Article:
LOL, Yes I really do add that much, by the wheel barrow full... I aint a'scared of adding a lot of compost, makes for jucier plants come the growing season! Very Happy flower

I don't know how many trowels full... quite a few... I would have to guesstimate a gallon or more per square...

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Post  boffer on 11/27/2011, 1:40 pm

If I have an empty 4x4 box (16 squares), I take the grid off and add 1 five gallon bucket of 5 way compost into the box. That's the same as one real big trowel full of compost per square.

I'll add extra compost sometimes to raise the level of MM, or I have extra, or 'just because'.

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Post  fiddleman on 11/27/2011, 1:52 pm

@camprn wrote:
I don't know how many trowels full... quite a few... I would have to guesstimate a gallon or more per square...

Wow, I have NEVER needed that much compost for anything I grew in the garden affraid . Not that the compost would be a problem (unless it hasn't completed composting), but that much compost would really throw off the Mel's Mix ratio. To each his (or her) own I guess, but the original mixture of 1/3, 1/3, 1/3 works for me just fine allowing me to have a highly productive, well draining garden that doesn't require too much water.

The rest of the compost goes under the mulch around the flowers in the yard... to give a wonderful blossoming next year. Worms come in and help the flowers too that way when they come after the new compost. Next year, the strawberries are being moved out front too, there will be a bunch of compost being mixed into the soil to supply their needs for the next three years. I might even toss in the rest of the vermiculite and peat moss to balance it out.

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Post  fiddleman on 11/27/2011, 2:26 pm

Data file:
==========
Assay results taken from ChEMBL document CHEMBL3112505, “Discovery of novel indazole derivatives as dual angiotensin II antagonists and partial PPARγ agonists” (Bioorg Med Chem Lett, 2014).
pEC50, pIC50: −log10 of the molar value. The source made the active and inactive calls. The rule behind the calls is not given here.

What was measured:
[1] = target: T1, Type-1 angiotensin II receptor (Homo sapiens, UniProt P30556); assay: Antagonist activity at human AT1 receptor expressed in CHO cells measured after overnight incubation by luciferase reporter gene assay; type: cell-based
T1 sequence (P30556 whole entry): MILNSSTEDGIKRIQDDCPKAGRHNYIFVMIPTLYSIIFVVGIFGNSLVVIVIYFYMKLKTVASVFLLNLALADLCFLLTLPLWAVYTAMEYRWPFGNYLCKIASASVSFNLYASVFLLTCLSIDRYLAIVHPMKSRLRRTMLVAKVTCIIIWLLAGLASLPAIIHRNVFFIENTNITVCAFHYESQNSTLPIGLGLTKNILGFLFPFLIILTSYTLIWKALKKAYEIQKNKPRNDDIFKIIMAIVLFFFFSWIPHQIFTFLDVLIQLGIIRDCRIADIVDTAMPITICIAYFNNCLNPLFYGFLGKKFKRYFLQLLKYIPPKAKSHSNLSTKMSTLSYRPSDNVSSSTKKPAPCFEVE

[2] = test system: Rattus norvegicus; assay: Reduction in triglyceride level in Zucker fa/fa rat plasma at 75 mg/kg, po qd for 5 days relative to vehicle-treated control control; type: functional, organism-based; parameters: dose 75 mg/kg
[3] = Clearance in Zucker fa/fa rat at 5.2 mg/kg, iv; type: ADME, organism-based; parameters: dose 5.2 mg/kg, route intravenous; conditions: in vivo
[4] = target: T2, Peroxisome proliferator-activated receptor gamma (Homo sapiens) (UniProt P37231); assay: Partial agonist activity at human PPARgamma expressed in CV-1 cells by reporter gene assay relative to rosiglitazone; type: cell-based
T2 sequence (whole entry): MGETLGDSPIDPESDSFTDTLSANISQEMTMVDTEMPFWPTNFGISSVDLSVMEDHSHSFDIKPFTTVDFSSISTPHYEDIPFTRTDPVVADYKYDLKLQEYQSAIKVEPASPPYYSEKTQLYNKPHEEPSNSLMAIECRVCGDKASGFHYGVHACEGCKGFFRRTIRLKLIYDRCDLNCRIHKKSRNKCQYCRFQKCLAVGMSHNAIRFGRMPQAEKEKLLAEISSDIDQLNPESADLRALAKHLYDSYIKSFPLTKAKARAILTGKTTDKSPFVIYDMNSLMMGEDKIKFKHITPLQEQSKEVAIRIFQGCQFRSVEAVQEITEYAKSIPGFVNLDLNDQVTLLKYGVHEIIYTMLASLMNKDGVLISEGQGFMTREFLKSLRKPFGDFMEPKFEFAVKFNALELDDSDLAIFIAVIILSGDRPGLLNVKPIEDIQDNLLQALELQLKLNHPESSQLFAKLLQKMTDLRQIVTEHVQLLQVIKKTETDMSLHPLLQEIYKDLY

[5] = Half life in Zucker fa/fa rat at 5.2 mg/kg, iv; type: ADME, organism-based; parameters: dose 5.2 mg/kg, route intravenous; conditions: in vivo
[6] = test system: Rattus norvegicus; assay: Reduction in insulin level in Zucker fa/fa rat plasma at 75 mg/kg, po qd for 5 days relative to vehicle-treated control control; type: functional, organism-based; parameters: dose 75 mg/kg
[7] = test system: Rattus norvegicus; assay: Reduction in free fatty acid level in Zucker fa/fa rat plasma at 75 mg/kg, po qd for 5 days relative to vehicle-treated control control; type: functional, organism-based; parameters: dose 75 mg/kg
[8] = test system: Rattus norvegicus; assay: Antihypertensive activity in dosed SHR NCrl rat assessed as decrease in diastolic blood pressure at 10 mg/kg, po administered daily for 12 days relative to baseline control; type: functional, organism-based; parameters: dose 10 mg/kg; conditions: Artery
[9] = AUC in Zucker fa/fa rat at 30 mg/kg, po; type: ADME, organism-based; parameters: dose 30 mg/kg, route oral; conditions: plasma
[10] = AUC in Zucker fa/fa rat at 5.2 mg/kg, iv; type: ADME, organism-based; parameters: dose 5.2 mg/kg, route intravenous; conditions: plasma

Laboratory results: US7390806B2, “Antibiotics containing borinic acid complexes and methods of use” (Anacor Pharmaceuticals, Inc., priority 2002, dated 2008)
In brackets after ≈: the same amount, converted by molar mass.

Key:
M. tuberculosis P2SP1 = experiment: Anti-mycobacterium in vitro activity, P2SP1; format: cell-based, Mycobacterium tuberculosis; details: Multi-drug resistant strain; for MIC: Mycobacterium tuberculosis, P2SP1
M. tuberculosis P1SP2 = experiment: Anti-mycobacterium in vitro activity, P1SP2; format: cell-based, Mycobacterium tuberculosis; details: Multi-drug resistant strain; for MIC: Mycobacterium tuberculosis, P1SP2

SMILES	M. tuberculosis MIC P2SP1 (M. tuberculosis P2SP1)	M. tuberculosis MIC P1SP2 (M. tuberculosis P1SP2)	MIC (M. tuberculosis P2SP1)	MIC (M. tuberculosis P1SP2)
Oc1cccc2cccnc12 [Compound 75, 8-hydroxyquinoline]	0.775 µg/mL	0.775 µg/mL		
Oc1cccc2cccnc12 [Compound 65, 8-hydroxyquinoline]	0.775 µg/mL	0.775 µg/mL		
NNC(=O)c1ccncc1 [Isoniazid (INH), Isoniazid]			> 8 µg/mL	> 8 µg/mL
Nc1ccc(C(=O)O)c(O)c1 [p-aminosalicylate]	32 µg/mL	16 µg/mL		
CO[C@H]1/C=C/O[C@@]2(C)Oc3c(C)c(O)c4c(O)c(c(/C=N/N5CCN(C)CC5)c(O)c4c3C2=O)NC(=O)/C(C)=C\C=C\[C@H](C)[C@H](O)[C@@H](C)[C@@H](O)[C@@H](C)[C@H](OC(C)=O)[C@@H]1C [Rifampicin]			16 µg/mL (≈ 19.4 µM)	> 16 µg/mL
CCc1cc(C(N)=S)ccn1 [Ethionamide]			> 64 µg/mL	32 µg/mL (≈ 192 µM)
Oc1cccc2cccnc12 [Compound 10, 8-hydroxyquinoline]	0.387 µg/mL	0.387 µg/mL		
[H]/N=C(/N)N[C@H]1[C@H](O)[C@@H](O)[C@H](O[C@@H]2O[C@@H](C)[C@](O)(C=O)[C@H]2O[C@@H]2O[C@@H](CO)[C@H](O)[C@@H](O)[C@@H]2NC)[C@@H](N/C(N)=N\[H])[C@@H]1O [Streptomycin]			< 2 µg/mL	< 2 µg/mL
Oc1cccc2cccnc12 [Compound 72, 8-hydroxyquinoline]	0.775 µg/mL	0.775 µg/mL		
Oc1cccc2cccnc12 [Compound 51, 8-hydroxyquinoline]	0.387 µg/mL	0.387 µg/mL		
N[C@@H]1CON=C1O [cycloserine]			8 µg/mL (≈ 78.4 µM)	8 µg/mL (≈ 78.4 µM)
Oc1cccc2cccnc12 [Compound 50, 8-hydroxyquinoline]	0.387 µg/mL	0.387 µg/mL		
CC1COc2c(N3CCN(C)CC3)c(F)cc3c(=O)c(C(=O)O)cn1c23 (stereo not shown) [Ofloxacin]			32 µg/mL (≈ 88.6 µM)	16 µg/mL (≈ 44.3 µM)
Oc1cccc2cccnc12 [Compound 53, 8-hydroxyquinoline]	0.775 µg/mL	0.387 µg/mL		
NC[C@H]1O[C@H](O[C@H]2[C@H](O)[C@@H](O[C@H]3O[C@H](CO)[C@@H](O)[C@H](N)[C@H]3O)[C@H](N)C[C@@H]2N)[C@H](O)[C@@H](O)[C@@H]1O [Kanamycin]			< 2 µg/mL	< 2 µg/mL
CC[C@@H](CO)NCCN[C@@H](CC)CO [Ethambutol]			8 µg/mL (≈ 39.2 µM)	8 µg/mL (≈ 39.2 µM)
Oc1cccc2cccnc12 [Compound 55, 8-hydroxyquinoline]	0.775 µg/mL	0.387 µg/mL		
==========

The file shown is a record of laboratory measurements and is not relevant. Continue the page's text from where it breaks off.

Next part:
Sorry I got off topic here, but to the original poster, Mel recommends adding compost, not putting in that which will need to compost in the garden itself. The reason, I believe, is sometimes depending on how much decomposition needs to be done on the plant material, the decomposition may rob the soil of nutrients while it is turning into "black gold". If you place these things into a composting situation there is no danger the plant will be robbed of nutrients.

I try to remember this is a "system" of gardening quite unlike the old row style of gardening and you need to do things the new way and not the "old" way. Much less work to throw it into a compost bin and let it decompose there than to turn things into garden soil. Less work, more productive.

Peat moss, vermiculite, and compost is what Mel recommends, not Peat moss, compost, vermiculite and some plant material thrown into the garden... why make more work for yourself? One of the great things about Mel's system it's only 20% of the work!

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Post  camprn on 11/27/2011, 2:44 pm

@fiddleman wrote: the original mixture of 1/3, 1/3, 1/3 works for me just fine allowing me to have a highly productive, well draining garden that doesn't require too much water.


I might even toss in the rest of the vermiculite and peat moss to balance it out.

Mark
The recipe of Mel's Mix is the starting point of the soilless mix and after the first season there is really no reason for me to keep adding more peat, but there may be a reason to add more vermiculite; as of yet, just adding the compost works for me.

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Post  walshevak on 11/27/2011, 4:58 pm

I moved one of my garbage can composters out by the beds and just threw the weeds and old plants into it for the winter. Added a bit of horse manure and moved it back to near the back door. Will add kitchen scraps all winter. Come spring I'll trowel out as I plant.



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Post  Josh on 11/27/2011, 5:04 pm

What i do is pull everything up, put it in the compost pile, then in spring I add the compost to the SFGs. In the spring I just fluff the Mels Mix in the gardens up and then fill them back up with the compost.
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Post  countrynaturals on 11/27/2019, 4:59 pm

Bump! Cool